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YOLO COUNTY NEWS
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Documentary film and discussion to focus on immigration issues

Migrant residents and adults working the Capay Valley year-round come together for an English as a second language class sponsored by the Yolo Interfaith Immigration Network and the U.S. Department of Migrant Education. The class meets at the Madison Migrant Center. Courtesy photo

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From page A1 | November 16, 2011 | Leave Comment

Details

What: Screening of the documentary “Why We Come,” followed by a discussion

When: 3 p.m. Sunday

Where: International House, 10 College Park, Davis

Info: alisonmp@gmail.com

Former California Supreme Court Justice Cruz Reynoso will be a special guest when the Yolo Interfaith Immigration Project presents a screening of the documentary film “Why We Come” at 3 p.m. Sunday at International House, 10 College Park in Davis.

The recently premiered film explores the lives of immigrants —mostly from Latin American — living in the Canal District in the Marin County community of San Rafael, about an hour southwest of Davis.

“This is a film that really sets forth what it’s like,” said Alison Pease, president of the Yolo Interfaith Immigration Project’s board of directors. “The film focuses on several people who talk about why they left their homes to endure the arduous journey to the United States, and the courage of these ordinary people as they take great risks seeking a better life for their families, especially for their children.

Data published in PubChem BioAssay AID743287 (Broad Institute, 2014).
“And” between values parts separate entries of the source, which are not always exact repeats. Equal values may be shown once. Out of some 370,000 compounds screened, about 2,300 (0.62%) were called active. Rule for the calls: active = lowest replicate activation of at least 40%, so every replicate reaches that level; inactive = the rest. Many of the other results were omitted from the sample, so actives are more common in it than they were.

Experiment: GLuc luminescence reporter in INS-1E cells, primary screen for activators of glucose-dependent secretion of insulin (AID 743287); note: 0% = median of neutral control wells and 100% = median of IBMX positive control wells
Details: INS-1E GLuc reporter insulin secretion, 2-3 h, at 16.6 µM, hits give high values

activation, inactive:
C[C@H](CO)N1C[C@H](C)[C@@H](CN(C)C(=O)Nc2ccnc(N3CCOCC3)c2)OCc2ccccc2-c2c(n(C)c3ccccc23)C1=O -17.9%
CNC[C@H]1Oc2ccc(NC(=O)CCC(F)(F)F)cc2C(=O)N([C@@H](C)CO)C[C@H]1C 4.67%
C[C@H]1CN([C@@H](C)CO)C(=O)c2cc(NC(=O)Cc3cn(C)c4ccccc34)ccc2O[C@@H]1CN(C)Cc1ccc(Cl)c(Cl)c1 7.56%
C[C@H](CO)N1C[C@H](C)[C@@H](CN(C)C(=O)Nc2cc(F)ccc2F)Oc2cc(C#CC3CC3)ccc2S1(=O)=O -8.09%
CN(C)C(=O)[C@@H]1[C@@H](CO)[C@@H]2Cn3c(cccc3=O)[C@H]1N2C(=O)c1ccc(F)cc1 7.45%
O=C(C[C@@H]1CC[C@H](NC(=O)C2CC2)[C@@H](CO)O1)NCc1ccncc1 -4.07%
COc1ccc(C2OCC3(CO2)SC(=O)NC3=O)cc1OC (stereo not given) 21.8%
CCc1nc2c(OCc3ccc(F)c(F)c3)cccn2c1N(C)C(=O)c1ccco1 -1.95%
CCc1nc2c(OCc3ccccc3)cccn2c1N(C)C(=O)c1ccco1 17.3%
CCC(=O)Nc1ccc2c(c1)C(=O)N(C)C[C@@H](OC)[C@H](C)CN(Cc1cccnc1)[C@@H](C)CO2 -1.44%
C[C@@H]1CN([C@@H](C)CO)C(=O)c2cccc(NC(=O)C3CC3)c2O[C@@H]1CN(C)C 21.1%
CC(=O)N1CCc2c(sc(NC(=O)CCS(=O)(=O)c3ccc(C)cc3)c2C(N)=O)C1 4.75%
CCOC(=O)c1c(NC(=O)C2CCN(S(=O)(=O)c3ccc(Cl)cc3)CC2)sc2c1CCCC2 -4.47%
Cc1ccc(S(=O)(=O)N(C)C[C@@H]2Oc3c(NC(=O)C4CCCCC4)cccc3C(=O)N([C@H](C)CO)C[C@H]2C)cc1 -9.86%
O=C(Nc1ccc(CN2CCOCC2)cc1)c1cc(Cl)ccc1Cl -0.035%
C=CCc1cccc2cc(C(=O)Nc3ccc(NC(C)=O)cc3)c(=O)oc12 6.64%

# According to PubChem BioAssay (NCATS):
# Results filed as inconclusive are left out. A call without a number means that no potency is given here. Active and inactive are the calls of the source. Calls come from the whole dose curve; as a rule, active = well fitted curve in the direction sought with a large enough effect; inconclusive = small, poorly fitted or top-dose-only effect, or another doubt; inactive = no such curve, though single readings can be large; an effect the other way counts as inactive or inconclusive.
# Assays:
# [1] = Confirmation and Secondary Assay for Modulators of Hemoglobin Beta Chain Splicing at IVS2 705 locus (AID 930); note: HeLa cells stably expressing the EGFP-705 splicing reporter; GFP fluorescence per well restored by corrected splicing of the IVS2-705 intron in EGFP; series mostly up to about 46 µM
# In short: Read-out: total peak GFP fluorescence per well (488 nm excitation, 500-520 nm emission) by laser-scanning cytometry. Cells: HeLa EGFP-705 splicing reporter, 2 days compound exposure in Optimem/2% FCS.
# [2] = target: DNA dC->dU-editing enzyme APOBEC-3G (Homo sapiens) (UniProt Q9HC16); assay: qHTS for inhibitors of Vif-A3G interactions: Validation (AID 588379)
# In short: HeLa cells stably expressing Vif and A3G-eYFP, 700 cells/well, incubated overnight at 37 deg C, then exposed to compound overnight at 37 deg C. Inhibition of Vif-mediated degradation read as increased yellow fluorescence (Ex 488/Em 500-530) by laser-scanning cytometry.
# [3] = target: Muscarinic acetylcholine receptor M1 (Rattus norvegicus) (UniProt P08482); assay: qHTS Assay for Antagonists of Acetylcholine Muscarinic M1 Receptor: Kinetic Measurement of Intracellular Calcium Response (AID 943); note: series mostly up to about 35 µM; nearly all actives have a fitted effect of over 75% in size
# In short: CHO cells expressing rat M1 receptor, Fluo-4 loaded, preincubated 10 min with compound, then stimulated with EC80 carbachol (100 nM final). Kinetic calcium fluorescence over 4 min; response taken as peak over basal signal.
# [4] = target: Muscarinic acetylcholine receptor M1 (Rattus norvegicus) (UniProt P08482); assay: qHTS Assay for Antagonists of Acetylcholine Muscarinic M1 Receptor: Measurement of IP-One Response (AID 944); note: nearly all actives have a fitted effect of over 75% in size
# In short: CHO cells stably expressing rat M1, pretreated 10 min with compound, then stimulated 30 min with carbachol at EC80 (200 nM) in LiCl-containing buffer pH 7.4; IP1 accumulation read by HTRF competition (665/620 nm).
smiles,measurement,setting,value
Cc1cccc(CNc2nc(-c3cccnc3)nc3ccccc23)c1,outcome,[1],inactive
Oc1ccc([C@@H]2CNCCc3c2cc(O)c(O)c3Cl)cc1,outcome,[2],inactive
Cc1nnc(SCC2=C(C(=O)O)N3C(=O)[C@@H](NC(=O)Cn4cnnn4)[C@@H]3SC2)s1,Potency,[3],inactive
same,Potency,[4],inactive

“These people aren’t necessarily migrant laborers; they do jobs like housekeeping, caring for the sick, working in restaurants,” Pease said. “Our economy in California is based on their labor. It’s good for us to listen to them talk about the decision that they made, to leave their family and come hear to try and make money to send back.

“Most of the people who talk in the film are sending money so their kids can get a good education in their own country.”

Pease said that while the political discussion over immigration issues “has gotten quite ugly” in some parts of the country, “it is really good to put a human face and give a human voice to the people who come here without documents.

“It’s important to see them as people, and see their point of view. We need to look at immigrants as human beings, apart from the political view that we have about government policy.”

In addition to Reynoso, who served on the law school faculty at UC Davis for many years, the guests also will include Jorge Echoa, a young man who grew up in Esparto and is a graduate of UCLA; Eliana Kaimowitz, an immigration lawyer; and Caroline Dutton, one of the people who was involved in making the film.

“We’re hoping for a good discussion during the reception after we all see the film,” Pease said.

Donations will be accepted at the door, with proceeds benefiting the Yolo Interfaith Immigration Network’s local programs. Organizations supporting the film screening include California Rural Legal Assistance Foundation, Davis Religious Community for Sanctuary, El Concilio of Yolo County, Folklórico Latino de Woodland, St. Martin’s Episcopal Church Outreach Commission, Silvina’s Basket in Woodland, UC Davis Immigration Clinic, UC Davis Youth Empowerment Program, Woodland Coalition for Youth, Woodland Presbyterian Church and the Yolo Family Resource Center.

The Yolo Interfaith Immigration Network is an interfaith network serving and advocating or immigrants in Yolo County. Members of the group come from various faith groups in Davis and in Woodland.

The network’s ongoing activities include programs at the Madison Migrant Center and Yolo County Juvenile Hall.

For information about the event, contact Alison Pease at alisonmp@gmail.com or (530) 220-9772, or Walt Sherwood at sherwoow1@yahoo.com.

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